Yes, I don't think it would be the most portable RNG in the world (it violates points 1 and 5 above).
It is a strange mix of numerical analysis (Lebesgue) and statistics (rejection). Two 'correlated' convergence measure are being used. You can decrease the number of samples needed by taking more vertical strips but then you have to fit them in memory.
And the 3-4 static arrays will probably create havoc with L1 cache memory.
I suppose the algo implicitly assumes 32 bit single processor (the method is very old). It works in practice but how does it work in theory and for all the other platforms?
A search threw up this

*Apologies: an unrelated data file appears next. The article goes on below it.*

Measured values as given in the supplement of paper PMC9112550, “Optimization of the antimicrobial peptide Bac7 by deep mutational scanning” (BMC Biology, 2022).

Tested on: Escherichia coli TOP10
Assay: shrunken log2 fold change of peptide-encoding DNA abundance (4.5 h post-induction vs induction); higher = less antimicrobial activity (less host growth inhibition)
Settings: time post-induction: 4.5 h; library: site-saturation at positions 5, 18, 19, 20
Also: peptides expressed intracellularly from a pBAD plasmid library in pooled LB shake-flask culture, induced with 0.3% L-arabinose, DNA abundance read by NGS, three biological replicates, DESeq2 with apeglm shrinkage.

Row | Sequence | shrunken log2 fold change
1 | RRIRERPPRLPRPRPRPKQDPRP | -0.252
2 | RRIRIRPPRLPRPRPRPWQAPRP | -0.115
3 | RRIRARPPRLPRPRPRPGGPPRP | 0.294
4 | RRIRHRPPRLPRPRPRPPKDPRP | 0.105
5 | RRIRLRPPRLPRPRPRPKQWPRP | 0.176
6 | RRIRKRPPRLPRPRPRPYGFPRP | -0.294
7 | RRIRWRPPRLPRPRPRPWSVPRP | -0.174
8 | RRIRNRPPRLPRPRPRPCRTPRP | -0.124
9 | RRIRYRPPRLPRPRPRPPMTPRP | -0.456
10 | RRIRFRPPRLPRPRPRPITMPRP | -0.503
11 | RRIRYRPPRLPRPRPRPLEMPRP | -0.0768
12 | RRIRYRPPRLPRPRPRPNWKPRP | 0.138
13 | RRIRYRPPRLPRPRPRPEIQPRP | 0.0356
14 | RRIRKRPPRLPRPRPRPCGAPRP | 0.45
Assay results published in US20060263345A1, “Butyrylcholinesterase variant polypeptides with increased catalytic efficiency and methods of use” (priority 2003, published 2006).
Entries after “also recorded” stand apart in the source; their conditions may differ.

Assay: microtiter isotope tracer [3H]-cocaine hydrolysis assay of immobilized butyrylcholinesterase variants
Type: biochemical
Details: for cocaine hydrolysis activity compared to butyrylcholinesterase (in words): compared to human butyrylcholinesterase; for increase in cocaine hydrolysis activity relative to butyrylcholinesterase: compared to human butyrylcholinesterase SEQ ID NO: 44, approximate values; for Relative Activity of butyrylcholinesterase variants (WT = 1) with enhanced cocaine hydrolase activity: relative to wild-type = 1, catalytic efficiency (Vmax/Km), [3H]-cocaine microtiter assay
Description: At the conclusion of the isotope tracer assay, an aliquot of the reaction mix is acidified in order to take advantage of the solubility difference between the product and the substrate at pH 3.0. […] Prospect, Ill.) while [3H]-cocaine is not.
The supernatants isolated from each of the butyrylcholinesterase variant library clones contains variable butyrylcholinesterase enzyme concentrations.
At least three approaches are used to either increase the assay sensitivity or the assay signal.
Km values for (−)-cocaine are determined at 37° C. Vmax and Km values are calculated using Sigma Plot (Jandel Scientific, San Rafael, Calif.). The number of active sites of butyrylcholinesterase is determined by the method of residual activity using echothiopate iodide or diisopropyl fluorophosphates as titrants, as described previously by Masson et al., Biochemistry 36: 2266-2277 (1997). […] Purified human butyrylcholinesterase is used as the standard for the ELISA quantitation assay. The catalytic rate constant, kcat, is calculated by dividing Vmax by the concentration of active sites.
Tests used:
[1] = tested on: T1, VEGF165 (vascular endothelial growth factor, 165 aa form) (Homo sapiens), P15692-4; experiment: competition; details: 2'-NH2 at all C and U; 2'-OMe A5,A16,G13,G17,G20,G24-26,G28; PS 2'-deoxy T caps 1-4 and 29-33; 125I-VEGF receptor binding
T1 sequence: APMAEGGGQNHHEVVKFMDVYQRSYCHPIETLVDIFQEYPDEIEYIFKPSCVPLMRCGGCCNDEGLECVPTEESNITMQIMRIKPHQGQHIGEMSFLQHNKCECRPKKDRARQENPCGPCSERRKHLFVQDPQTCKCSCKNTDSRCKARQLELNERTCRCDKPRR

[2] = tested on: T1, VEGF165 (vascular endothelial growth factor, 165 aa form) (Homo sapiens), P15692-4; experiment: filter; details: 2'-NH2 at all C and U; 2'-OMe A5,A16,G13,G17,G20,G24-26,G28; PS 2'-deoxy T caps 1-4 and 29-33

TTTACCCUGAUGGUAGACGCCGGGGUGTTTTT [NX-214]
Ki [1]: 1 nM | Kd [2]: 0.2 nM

The fastest method in software is the ziggurat method (Marsaglia 2000). This procedure uses a complicated method to split the Gaussian probability density function into axisaligned rectangles, and it is designed to minimize the average cost of generating a sample. However, this means that for 2 percent of generated numbers, a more complicated route using further uniform samples and function calls must be made. In software this is acceptable, but in a GPU, the performance of the slow route will apply to all threads in a warp, even if only one thread uses the route. If the warp size is 32 and the probability of taking the slow route is 2 percent, then the probability of any warp taking the slow route is (1 - 0.02)32, which is 47 percent! So, because of thread batching, the assumptions designed into the ziggurat are violated, and the performance advantage is destroyed.